Airbnb throws municipalities a hospitality pass


Airbnb throws municipalities a hospitality pass

Coming up with regulations to restrict Airbnb is one thing. Enforcement it is a different kettle of fish

Siseko Njobeni

It has become the norm to see technology-based solutions disrupt conventional industries. Uber and Airbnb are just two examples that come to mind. The disruptive effect is rooted in breakthrough innovation. But the disruptors often work outside the regulations that govern well-established industries. The reason for this is most of the regulations were not created with tech-based solutions in mind.
As can be expected this is a sore point for established players and goes some way to explaining the loud calls for tighter regulation in the name of levelling the playing field.
The South African tourism sector has now joined the chorus of those calling for the restriction of Airbnb. The online platform allows homeowners to advertise their property and connect with guests. Significantly, the company’s model allows property owners to generate a decent income.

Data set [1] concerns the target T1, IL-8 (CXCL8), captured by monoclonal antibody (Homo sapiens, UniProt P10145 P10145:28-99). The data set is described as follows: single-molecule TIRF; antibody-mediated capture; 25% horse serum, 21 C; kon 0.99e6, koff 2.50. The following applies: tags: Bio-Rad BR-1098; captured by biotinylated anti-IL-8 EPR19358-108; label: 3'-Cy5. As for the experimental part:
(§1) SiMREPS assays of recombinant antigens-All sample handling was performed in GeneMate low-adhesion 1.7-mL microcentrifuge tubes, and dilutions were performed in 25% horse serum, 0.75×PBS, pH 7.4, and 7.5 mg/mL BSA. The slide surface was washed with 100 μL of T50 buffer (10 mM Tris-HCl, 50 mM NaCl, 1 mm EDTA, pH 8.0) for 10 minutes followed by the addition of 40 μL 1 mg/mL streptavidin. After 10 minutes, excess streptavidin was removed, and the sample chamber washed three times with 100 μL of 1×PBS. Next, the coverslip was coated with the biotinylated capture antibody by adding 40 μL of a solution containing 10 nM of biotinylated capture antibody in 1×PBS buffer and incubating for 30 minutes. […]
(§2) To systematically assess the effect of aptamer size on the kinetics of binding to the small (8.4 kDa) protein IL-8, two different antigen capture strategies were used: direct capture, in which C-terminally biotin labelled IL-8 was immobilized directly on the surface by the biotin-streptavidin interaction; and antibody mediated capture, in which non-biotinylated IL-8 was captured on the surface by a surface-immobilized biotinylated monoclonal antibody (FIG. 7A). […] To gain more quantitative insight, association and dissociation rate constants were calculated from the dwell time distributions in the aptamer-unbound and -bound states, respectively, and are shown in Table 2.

Are short-term rentals illegal in SA? Certainly not. At the moment, Airbnb regulation falls in the hands of municipalities which enforce bylaws and zoning regulations. South Africans know very well that many of the country’s municipalities are poorly run, with limited capabilities. Coming up with regulations and bylaws to restrict Airbnb is one thing. Enforcement it is a different kettle of fish.
However, few can argue against the need for some form of regulation in this space. After all, the increased (and welcome) competition in the hospitality sector must be accompanied by accountability.

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